Funny thing is, all the material except for the ply-wood is imported from China. I wondered why such manufacturing was not done in say Mexico at the fraction of the labor cost. I did not get the chance to talk with any executive, but would really like to know why they choose to keep the plant in the US. Profit margins would substantially increase and liabilities would nearly disappear.

I guess it is one example of a US company that chooses not to sell out to the rest of the world and keep a few Americans gainfully employed.


Jim in San Marcos said...

Hi Malcolm

We are really discussing the wording of what happens. Self employed people pay the whole 12%.

An employee looks only at his stated hourly wage. His real wage from the employers point of view has that extra amount figured in.

The employee does get a break that the self employed don't, the employers contribution is not considered employee income for tax purposes.

Politically speaking, the employer pays the tax. But when you examine it closely, operating costs are a deductible business expense.

Having the employer pay into the fund makes it sound so painless. We can both be right on this one thank you for your comments

Kibitzer 2006 said...


While I generally agree with you, I have to disagree on a couple of points in your first paragraph.

"Once you realize that business does not pay taxes, you begin to see how Congressional thinking can be flawed, the cost is added to the price of the item. The employer doesn’t pay one dime into Social Security or health care, the worker does."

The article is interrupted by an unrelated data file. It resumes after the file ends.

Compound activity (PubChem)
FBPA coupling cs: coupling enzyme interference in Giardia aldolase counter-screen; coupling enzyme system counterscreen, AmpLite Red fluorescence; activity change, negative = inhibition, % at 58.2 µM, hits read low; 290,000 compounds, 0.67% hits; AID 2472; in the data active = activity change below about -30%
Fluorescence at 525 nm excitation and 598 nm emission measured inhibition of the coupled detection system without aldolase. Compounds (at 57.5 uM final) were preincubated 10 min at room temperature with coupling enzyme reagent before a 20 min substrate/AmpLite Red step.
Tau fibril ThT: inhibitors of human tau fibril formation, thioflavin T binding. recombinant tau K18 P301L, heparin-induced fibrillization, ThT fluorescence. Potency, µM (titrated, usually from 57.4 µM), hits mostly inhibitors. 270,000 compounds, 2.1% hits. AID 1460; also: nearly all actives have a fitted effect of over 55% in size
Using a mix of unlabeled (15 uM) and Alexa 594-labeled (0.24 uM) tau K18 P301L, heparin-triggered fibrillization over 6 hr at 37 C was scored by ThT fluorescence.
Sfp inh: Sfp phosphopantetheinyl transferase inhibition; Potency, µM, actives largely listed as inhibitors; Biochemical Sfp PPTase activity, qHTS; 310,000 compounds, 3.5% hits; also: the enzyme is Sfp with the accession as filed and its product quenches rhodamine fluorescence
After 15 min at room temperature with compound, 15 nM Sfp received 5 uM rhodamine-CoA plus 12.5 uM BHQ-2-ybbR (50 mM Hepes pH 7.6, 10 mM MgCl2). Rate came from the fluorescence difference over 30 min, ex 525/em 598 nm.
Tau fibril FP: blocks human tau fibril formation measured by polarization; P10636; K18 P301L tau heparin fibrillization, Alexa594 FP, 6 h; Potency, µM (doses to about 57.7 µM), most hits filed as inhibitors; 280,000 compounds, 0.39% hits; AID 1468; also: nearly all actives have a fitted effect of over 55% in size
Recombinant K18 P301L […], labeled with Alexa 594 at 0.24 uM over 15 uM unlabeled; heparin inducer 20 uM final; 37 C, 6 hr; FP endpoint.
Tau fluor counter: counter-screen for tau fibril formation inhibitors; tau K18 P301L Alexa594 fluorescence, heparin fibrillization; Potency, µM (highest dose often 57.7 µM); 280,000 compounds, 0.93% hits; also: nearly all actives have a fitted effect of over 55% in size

There is a lot of confusion here. There is a popular misconception that any tax (sales or FICA) can simply be passed on (to the consumer or the worker). There is a competing misconception that the employer pays half of FICA and the employee pays the other half (see an earlier comment). Neither is true in general.

A tax is essentially the same as an increase in the price of raw materials. Either increases the cost of the seller/buyer (employee/employer) transaction. How that cost gets divided is a function of how supply and demand react to changes in price. If the slope of the supply curve is greater than (the negative of) the slope of the demand curve, the supplier will bear most of the cost, and vice versa.